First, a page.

TON Collaborates with Knight Science Journalism at MIT

Dear TON readers,

We’re thrilled to announce that The Open Notebook has entered into a new funding collaboration with Knight Science Journalism at MIT. Over the next year, KSJ will provide TON with $60,000 in funding, allowing us to build substantially on the resources we offer to science journalists. We couldn’t be prouder to call KSJ our flagship supporter.

KSJ-RGB-stdWe launched TON in October 2010. At first our aim was narrow: We planned to publish a series of occasional interviews with writers whose work we admired, in hopes of stealing all their best tricks. But our initial “story behind the story” interviews got us hooked. A generous grant from the National Association of Science Writers in 2011 helped us expand our vision, allowing us to both hire guest contributors and tackle new ideas. In the last four-and-a-half years, with continued support from NASW and more recently through a partnership with the Burroughs Wellcome Fund, which sponsors our fellowship program, we’ve published some 60 in-depth interviews with some of the most talented science writers working today. We’ve also published about 45 features on specific elements of the craft of science journalism, from finding and pitching story ideas to taking good notes to landing grants and fellowships. Dozens of writers and editors have lent guidance to comrades via our advice column, Ask TON, and our series of one-minute videos, Single Best. And many others have contributed query letters to our Pitch Database, which now contains 80 successful pitches. Several dozen intrepid souls have allowed TON readers a glimpse into their workspaces and daily routines via our Natural Habitat and A Day in the Life series.

Since 2010, almost half a million people from almost every country in the world (hello, whoever you are in Tajikistan!) have visited TON. Even more gratifying, almost 5,000 of you have visited more than 200 times—we’re glad you keep coming back.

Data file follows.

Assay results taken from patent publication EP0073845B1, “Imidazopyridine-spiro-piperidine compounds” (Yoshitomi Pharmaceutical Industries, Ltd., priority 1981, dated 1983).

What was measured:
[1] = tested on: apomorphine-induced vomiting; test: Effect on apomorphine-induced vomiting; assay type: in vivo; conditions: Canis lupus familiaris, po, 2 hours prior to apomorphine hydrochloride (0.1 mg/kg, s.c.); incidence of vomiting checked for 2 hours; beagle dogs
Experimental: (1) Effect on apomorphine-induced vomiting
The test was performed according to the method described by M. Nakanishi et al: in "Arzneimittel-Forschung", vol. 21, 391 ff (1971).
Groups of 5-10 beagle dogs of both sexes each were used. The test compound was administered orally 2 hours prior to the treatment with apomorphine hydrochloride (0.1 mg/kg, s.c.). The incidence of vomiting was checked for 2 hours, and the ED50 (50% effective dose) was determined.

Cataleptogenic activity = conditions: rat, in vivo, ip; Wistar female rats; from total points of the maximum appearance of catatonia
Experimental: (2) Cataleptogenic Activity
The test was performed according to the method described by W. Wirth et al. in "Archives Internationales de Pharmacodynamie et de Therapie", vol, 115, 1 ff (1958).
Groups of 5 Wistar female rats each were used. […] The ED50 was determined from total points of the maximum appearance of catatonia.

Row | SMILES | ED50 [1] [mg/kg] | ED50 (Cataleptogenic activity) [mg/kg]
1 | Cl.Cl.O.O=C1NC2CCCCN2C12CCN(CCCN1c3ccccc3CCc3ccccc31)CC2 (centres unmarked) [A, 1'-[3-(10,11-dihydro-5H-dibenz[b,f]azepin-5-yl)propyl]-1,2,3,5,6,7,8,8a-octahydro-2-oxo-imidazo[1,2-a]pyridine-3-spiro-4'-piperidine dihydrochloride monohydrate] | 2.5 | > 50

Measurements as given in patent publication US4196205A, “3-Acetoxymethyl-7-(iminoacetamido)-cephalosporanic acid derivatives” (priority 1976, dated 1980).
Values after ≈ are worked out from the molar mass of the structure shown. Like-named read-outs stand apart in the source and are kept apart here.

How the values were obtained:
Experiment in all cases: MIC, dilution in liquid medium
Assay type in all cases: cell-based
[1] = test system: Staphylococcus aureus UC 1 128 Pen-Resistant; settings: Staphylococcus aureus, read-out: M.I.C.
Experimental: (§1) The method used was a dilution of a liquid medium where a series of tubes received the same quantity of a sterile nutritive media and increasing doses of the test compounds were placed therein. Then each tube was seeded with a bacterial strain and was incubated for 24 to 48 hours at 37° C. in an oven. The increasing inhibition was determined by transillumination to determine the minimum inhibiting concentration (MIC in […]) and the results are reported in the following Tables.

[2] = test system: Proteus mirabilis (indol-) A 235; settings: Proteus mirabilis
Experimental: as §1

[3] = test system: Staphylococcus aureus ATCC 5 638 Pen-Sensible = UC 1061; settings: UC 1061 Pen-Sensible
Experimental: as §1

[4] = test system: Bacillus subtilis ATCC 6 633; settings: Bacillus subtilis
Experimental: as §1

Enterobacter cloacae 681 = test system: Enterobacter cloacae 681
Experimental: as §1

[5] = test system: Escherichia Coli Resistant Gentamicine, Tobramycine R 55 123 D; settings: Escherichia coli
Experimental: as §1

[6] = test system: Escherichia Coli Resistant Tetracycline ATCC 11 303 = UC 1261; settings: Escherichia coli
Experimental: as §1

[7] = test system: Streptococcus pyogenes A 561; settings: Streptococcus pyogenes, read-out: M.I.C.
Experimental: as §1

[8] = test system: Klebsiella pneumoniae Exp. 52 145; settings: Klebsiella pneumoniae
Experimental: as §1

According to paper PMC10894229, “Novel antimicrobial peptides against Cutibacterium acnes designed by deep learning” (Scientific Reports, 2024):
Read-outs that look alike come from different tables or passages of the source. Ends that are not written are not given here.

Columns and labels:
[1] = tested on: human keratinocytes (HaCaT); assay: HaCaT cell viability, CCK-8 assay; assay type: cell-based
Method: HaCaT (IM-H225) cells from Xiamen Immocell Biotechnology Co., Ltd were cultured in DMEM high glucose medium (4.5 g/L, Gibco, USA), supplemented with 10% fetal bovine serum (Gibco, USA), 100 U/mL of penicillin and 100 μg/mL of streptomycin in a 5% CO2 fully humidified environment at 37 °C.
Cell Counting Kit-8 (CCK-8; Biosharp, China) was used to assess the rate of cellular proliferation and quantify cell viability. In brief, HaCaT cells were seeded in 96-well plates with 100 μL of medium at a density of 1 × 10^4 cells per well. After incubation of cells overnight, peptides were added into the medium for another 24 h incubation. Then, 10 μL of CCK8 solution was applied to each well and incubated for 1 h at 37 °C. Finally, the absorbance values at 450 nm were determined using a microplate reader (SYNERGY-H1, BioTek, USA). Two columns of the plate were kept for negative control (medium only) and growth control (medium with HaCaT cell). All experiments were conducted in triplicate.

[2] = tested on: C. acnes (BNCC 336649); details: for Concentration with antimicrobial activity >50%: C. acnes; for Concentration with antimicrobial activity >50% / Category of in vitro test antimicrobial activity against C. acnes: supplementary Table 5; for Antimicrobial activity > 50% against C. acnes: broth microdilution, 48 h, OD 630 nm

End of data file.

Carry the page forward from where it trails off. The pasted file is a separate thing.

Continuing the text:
Our initial idea for TON was driven by our own curiosity and need, but it has developed into a mission for science journalism more broadly. We strongly believe that high-quality science journalism remains as essential as ever, even amidst the upheaval our field has experienced in recent years. Creating outstanding stories requires journalists with the skills to recognize and sharpen ideas, ask incisive questions, provide critical and nuanced analysis of complex subjects, make ethical decisions, and tell accurate, compelling stories. The Open Notebook aims to help science journalists sharpen those skills.

KSJ’s support will transform that effort from a passion project into a truly sustainable organization. Over the next year, we intend to begin building a more comprehensive set of resources that can benefit science journalists at all levels of experience. We’ll also, for the first time, pay ourselves for our work writing and editing stories, getting them published, and generally keeping the trains running on time. KSJ will have the opportunity to cross-post the stories the program funds, bringing the wisdom of the science-journalism crowd to a wider audience. Although our editorial plans are still in development, you can expect more in-depth writer interviews, more deeply reported features on specific aspects of the craft of science journalism, and some new projects as well.

Thank you, KSJ, for putting your trust in TON.


This is us. We are smiling.
This is us. We are smiling. Siri Carpenter; Jeanne Erdmann


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